Sometimes the interest of a D. H. Lawrence poem is the subject – the sexual longing of an engaged couple, parents arguing, a mother dying – and sometimes it is the sheer overwhelming Lawrenceness of the thing, but often he is just doing what good poets do, although maybe not as often as most good poets. Doing things like describing the sounds of bells:
from Week-Night Service
The five old bells
Are hurrying and eagerly calling,
They know, but clamorously falling
Into gabbling incoherence, never resting,
Like spattering showers from a bursten sky-rocket dropping
In splashes of sound, endlessly, never stopping.
It is like a children’s poem for adults (and also children), full of imaginative personifications, not just of the bells:
The wise old trees
Drop their leaves with a faint, sharp hiss of contempt,
While a car at the end of the street goes by with a laugh…
Barely a hint of a human, a poet, but the exhilaration as “the old church sobs and brags” as well as the contempt when “the poor bells cease” must be his, really.
“Week-Night Service” comes early in Amores amidst other energetic poems of sound and movement. It would also fit at the end of the book, as part of a sequence of five night poems. Or maybe seven, but the longer, ambitious “Blue” I don’t understand, and the longer, ambitious “Snap-Dragon” is another of the “no sex before marriage” poems; the former begins on a “dark sea” and ends in “The Darkness,” while the latter ends with repetitions of the word “dark” before a harvest moon appears, so you see my confusion.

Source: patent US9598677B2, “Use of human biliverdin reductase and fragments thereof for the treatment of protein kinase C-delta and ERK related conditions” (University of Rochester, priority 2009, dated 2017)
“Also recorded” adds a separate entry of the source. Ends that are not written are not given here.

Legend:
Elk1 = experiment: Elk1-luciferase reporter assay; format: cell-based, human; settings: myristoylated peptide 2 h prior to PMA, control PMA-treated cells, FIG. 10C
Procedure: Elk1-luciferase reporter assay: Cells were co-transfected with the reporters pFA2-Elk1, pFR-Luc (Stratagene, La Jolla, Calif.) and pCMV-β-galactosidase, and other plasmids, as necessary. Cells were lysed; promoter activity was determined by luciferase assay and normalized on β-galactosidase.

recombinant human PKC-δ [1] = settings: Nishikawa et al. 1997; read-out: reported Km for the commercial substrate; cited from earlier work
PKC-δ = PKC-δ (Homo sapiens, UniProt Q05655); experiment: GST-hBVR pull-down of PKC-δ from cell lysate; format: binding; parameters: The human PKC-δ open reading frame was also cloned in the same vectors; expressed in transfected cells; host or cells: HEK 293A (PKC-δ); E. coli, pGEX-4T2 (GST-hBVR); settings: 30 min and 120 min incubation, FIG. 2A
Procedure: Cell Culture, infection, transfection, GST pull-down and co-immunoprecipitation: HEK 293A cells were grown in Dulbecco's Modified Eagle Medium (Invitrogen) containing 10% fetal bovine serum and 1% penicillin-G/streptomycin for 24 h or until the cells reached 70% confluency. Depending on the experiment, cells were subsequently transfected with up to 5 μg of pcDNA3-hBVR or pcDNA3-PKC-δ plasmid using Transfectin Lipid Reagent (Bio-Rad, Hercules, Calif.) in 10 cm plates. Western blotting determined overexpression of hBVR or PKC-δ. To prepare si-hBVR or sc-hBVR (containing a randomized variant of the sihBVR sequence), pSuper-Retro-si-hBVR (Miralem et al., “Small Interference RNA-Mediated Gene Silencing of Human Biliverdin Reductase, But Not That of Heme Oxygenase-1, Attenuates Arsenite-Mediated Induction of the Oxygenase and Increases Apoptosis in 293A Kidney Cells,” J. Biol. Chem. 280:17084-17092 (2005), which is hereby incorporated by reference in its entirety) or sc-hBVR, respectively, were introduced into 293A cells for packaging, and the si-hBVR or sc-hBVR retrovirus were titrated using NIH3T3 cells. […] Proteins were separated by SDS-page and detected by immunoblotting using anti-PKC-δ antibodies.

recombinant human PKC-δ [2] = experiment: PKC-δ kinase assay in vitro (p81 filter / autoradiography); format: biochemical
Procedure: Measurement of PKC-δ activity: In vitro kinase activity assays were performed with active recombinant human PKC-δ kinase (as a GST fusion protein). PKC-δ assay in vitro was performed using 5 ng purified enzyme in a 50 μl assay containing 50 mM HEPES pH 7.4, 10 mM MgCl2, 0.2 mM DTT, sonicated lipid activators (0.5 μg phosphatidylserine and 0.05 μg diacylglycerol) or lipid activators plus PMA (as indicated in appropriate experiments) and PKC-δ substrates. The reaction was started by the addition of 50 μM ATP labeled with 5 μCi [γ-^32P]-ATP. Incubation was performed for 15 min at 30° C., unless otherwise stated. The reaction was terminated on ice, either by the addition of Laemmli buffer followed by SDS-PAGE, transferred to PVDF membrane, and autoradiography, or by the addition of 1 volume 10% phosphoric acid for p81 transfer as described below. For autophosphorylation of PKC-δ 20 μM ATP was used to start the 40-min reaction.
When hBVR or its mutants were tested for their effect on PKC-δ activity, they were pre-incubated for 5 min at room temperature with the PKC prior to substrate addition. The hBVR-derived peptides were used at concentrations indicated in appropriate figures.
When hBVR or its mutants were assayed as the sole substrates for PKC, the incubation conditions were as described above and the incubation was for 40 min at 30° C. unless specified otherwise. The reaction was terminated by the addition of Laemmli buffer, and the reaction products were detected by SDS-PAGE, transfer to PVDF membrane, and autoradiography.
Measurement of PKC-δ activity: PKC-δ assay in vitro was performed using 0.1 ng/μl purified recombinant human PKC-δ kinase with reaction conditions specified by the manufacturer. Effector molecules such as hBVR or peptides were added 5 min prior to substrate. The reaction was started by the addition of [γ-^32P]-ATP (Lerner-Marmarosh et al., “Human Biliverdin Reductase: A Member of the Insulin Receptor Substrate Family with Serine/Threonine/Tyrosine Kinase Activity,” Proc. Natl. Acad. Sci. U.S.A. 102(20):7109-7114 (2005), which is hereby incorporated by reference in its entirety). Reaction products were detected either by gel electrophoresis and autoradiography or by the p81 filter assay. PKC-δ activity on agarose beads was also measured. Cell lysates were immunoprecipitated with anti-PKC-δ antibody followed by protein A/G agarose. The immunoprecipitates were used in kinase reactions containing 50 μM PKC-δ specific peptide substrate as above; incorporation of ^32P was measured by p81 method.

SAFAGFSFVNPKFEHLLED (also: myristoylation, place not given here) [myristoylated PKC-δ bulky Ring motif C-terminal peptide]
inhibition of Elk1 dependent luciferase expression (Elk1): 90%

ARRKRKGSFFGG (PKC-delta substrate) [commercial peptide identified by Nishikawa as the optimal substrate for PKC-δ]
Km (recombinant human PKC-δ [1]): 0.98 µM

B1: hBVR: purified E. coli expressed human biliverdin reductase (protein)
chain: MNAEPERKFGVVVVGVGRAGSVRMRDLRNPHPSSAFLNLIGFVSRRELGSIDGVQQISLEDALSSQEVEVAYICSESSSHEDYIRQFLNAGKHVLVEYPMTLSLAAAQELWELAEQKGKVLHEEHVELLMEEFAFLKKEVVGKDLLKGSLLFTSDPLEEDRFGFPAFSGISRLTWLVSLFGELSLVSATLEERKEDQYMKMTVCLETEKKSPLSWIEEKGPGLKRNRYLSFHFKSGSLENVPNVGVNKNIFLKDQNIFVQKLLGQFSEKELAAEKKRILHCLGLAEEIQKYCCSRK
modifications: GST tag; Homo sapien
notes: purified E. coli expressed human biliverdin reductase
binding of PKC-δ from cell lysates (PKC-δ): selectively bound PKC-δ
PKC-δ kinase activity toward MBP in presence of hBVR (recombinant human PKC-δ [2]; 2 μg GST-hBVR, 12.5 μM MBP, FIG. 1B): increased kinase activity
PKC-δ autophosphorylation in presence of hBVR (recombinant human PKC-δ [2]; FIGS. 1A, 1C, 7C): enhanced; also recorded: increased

Anyway, the last five begin with “In Trouble and Shame,” where the “swaling sunset” and the poet’s shame lead him to yearn for death, a trip “Through the red doors beyond the black-purple bar.” Then “Elegy” – grief, “small sharp stars,” a white moon. Then “Grey Evening,” “Firelight and Nightfall,” and “The Mystic Blue” – so that earlier “Blue” poem must be part of the sequence.
None of these are among Lawrence’s most famous poems, but they are a good argument for reading Amores rather than a selection of poems.
“Grey Evening” in particular is a beauty.
When you went, how was it you carried with you
My missal book of fine, flamboyant hours?
My book of turrets and of red-thorn bowers,
And skies of gold, and ladies in bright tissue?
Now underneath a blue-grey twilight, heaped
Beyond the withering snow of the shorn fields
Stands rubble of stunted houses; all is reaped
And garnered that he golden daylight yields.
Dim lamps like yellow poppies glimmer among
The shadowy stubble of the under-dusk,
As farther off the scythe of night is swung,
And little stars come rolling from their husk.
And all the earth is gone into a dust
Of greyness mingled with a fume of gold,
Covered with aged lichens, pale with must,
And all the sky has withered and gone cold.
And so I sit and scan the book of grey,
Feeling the shadows like a blind man reading,
All fearful lest I find the last words bleeding
With wounds of sunset and the dying day.
Nothing to cheer you up like a good book. This particular poem gives no hint of what grief the poet may be suffering, although other poems in Amores present plenty of possibilities. “You” in the first line could refer to a death, a lover, or the sun, which could make the lines about the book amusingly literal. But no, the poet’s happier if fantastic thoughts turn back to a troubling reality, even if it is thickly covered with metaphor – the shift from the harvested field to the harvest in the sky is wonderful. The poet peers into Nature, which is almost unreadable.